Venezuela is in the throes of a political and economic crisis. By no means a newfound concept for Venezuelans, this time is different.

As the conflicts in Ukraine and the Middle East, and the threat of escalations on the Korean Peninsula continue to draw the majority of international media attention, Venezuela’s deepening political and economic crisis rapidly grows regarding significance for security in the Americas.

To understand the complexities the perfect storm of food and economic insecurity, political repression, and violence stemming from the absence of any form of law and order, we spoke to Jennifer McCoy, Ph.D., distinguished University Professor of Political Science at Georgia State University. Dr. McCoy served as Founding Director of the Global Studies Institute at GSU (2015-16), and Director of the Carter Center’s Americas program (1998-2015) where she led projects strengthening democratic institutions, provided mediation and encouraged dialogue and hemispheric cooperation. Her latest book is International Mediation in Venezuela (co-authored with Francisco Diez, 2011).

Dr. McCoy directed the Carter Center’s projects on Mediation and Monitoring in Venezuela (2002-2004), the Ecuador-Colombia Dialogue Group (2008-2010), and the U.S.-Andean Dialogue Group (2010-2011), and led over a dozen election monitoring and observation missions.

The Current Situation: Repression, Resource Insecurity, and the Risk of Escalation

According to Dr. McCoy, three main scenarios could potentially play out. One of these is the current situation; people willing to publicly protest led by a unified opposition with specific demands are being met by the government with repression. If no concessions are made by the government, the unrest could potentially peter out if no change occurs.

The Maduro government has been hanging on… waiting for oil prices to rise… trying desperately to make its bond payments…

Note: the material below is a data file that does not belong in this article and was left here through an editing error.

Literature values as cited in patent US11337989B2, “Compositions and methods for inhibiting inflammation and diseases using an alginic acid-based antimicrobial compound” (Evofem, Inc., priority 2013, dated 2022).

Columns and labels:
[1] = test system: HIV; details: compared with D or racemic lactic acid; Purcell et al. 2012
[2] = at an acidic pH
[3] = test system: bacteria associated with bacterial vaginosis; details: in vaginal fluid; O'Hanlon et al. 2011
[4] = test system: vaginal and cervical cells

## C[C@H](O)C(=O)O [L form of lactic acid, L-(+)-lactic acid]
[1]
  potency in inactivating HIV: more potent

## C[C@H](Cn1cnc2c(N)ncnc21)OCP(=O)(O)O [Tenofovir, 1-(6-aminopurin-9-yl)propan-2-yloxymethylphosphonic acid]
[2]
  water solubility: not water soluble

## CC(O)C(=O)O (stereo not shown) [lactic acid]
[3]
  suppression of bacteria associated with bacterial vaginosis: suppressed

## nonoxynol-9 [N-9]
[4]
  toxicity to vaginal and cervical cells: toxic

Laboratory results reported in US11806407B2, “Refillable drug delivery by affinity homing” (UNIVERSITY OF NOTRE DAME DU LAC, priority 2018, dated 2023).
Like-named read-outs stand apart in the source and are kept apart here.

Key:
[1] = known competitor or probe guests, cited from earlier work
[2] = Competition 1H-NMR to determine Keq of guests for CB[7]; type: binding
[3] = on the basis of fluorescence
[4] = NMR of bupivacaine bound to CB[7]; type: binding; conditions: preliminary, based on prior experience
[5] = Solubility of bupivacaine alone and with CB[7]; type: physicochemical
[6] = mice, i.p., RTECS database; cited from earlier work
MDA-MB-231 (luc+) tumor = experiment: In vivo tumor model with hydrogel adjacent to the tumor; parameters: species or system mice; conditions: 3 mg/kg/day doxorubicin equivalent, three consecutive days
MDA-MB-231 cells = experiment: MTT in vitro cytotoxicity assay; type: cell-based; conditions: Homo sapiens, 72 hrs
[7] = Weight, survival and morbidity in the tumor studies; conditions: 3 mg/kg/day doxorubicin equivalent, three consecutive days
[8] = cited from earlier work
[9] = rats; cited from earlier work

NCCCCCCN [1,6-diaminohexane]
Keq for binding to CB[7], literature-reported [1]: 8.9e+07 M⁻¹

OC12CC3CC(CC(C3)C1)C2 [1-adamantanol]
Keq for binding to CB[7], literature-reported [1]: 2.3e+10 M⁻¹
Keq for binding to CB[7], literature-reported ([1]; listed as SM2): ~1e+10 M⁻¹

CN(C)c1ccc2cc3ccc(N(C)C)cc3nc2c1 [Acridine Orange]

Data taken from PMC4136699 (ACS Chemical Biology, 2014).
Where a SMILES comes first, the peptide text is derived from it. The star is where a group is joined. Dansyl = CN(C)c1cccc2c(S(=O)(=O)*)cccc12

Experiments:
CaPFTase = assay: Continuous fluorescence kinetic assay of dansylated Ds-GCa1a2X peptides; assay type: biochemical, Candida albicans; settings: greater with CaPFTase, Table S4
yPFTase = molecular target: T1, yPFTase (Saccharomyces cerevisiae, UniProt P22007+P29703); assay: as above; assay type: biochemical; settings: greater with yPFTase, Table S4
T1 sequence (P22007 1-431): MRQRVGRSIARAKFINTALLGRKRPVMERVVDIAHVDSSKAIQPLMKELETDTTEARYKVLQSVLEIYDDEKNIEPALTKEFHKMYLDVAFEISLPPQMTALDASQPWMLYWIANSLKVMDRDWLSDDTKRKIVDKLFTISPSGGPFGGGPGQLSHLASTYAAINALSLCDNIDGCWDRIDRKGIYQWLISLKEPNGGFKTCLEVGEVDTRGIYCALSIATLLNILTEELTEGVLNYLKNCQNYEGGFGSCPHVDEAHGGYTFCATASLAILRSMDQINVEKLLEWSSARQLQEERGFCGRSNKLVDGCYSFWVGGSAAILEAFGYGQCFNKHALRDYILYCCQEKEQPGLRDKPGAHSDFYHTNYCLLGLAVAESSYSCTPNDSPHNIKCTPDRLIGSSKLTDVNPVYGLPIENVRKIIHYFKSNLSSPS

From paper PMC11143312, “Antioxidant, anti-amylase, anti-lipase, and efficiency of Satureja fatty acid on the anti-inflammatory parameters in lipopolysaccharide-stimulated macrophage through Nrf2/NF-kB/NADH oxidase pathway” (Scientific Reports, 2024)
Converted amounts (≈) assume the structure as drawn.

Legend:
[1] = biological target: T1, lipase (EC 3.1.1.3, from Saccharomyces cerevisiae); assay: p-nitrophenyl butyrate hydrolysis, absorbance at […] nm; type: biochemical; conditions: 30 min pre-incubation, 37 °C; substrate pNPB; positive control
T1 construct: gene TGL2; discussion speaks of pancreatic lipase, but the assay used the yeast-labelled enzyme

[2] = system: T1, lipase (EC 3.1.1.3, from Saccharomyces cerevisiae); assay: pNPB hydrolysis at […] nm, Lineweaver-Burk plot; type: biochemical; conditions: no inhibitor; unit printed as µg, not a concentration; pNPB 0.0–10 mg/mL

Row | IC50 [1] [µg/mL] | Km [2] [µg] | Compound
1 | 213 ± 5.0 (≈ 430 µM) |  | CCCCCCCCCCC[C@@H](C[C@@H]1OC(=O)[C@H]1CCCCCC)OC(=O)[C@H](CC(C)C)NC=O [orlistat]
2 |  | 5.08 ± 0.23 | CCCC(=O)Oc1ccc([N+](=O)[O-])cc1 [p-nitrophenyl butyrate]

This has happened twice before in the past three years. Venezuelan’s went out into the streets, drawing international attention, and resulting in dialogues that were sponsored by the international community. Each time, an exchange was sponsored and then protests died down, but nothing was changed as a consequence of the inter-party dialogues. The government and its economic policies continued, the social situation deteriorated, and the stage was effectively set for another crisis like the one we see now.

But what makes this round of protests really different and more sustained is the lack of elections as an alternative means to resolve differences. The cancellation of all election options, as well as the Supreme Court’s undermining the authority of the legislature (the only institution controlled by the opposition), means the people are losing hope of peaceful means of changing the situation.

Russia and China have provided the Venezuelan government with financial support as it tries to hang on. The government is counting on the situation to improve—i.e. for oil prices to rise—before the presidential elections scheduled for late-2018. They’ve already delayed or all-out suspended local, regional, and governor elections and successfully halted an effort by the opposition to have a recall referendum that would cut short the president’s term.


Source: Jennifer McCoy, Ph.D., Distinguished University Professor of Political Science at Georgia State University. Dr. McCoy served as Founding Director of the Global Studies Institute at GSU (2015-16), and as Director of the Carter Center’s Americas program (1998-2015) where she led projects strengthening democratic institutions, provided mediation and encouraged dialogue and hemispheric cooperation. Her latest book is International Mediation in Venezuela (co-authored with Francisco Diez, 2011).

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Joshua Stowell

Joshua Stowell is the editor of Global Security Review. Joshua received his M.A. in International Relations from the University of St Andrews.